“Hoist by his own petard.”
This is the phrase Shakespeare invented for “being blown up by your own bomb.” It’s also the perfect description for what has happened to one of the RICO 20 – the climate alarmist tenured professors who wrote to President Obama last year demanding that he use racketeering laws to prosecute climate “deniers.”
The RICO plan of attack was devised by the green activist Senator Sheldon Whitehouse. It has since been controversially endorsed by Attorney General Loretta Lynch who admitted earlier this week that the matter had been “discussed” by the Department of Justice and “referred to the FBI.”
But if the courtroom exchange below is anything to go by, using lawfare to harass skeptics is going to backfire horribly – and for a very simple reason. All the fraudulent and dishonest behaviour to do with “global warming” has been committed not by the skeptics but by climate alarmists.
What’s quite astonishing – not to mention squirm-inducingly embarrassing but also deliciously enjoyable in a Schadenfreude-on-steroids kind of way – is just how completely unaware of their own weakness these climate alarmists are.
Consider Specimen A. His name is Professor Edward Maibach, he runs the Center for Climate Change Communication at George Mason University (GMU), and is the guy who actually drafted the RICO 20 letter calling for the legal pursuit of climate skeptics.
Unfortunately one of the big mistakes they made was writing the letter on GMU headed note paper rather than in a private capacity. This gave the Competitive Enterprise Institute the perfect excuse to bring a FOIA case in order to “obtain documents shedding light on how taxpayer-funded professors used their public positions and resources in this campaign.”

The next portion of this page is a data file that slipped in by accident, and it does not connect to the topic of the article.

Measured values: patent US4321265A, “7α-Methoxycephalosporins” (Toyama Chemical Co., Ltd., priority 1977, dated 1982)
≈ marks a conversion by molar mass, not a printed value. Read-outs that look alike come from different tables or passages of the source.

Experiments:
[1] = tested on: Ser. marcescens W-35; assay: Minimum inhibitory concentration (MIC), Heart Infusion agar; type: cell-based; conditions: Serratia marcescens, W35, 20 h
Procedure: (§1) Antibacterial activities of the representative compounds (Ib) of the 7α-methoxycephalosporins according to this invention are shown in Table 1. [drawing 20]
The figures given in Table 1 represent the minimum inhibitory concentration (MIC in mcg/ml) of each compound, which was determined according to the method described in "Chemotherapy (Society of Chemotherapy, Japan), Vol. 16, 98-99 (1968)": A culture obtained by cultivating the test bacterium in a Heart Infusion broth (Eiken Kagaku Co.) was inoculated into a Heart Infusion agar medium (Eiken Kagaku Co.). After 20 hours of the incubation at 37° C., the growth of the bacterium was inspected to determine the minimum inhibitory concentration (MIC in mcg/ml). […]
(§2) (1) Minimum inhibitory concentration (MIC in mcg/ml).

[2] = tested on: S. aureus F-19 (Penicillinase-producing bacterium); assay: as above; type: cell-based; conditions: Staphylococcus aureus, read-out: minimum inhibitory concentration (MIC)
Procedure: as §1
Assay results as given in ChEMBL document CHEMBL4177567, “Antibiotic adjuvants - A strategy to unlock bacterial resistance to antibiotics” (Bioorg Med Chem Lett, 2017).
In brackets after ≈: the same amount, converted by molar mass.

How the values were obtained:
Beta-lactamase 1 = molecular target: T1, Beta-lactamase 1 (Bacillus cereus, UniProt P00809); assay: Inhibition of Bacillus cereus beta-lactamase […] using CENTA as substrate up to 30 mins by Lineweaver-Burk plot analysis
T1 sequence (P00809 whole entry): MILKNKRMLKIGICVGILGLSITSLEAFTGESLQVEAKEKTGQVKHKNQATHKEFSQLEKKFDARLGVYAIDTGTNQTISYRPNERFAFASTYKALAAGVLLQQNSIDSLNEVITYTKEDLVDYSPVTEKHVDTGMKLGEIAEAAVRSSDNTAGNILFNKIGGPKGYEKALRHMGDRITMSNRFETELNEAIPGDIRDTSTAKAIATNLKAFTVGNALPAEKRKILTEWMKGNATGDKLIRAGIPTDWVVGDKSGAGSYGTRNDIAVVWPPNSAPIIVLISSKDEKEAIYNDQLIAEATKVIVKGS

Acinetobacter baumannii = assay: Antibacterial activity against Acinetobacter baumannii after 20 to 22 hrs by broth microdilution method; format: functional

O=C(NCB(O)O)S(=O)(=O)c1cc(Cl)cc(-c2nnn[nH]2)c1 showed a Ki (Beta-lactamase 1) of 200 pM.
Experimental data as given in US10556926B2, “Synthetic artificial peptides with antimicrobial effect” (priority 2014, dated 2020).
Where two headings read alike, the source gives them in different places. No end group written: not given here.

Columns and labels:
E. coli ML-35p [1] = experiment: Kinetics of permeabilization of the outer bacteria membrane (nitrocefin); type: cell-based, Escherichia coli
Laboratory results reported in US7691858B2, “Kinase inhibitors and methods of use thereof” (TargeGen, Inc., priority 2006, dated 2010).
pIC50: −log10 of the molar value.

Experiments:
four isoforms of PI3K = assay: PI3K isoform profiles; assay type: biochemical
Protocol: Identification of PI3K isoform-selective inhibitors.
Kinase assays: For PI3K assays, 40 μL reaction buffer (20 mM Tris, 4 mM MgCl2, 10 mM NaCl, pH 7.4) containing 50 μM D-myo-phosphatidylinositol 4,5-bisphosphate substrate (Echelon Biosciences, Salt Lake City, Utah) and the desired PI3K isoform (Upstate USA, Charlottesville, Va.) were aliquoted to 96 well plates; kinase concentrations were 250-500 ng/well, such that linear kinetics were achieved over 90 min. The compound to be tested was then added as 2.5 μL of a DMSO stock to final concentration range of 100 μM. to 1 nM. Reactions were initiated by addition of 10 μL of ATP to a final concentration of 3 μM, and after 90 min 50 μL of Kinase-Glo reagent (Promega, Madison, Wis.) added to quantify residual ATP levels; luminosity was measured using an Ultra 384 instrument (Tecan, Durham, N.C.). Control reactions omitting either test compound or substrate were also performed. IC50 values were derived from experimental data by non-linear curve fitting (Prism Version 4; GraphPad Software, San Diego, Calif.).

The result was the extremely sticky exchange below as Maibach was cross-examined by petitioners Chris Horner and Matthew Hardin, as relayed by Watts Up With That?
(If wading through the transcripts is too much just skip past and I’ll explain what’s so utterly hopeless about the Warmist position)
Q. So what you’re telling me is, while you’re not aware of the specifics of RICO and how the law works, you think that what ExxonMobil specifically was doing was troubling and you wanted that stopped?
Q. So what is climate denial? I’ll ask that.
A. What’s climate denial? Good question.
Activities that are intentionally misrepresenting what is known to be true about climate change so as to convince people that climate change is not, in fact, a reality.
Q. So climate denial broadly bothers you then?
A. Mischaracterization of the truth specifically intended to undermine the public’s well-being, yes, typically does bother me.
Q. Can you give me an example of these misrepresentations by ExxonMobil or others?
A. No, not off the top of my head.
Q. So you believe that someone knowingly misrepresenting a risk posed by climate change merits investigation?
A. Yes, I do.
Q. Okay. So if someone, for example, were to knowingly hide data indicating an increase in temperatures over the years, that would merit investigation?
A. Say it again, please.
Read the rest at Breitbart.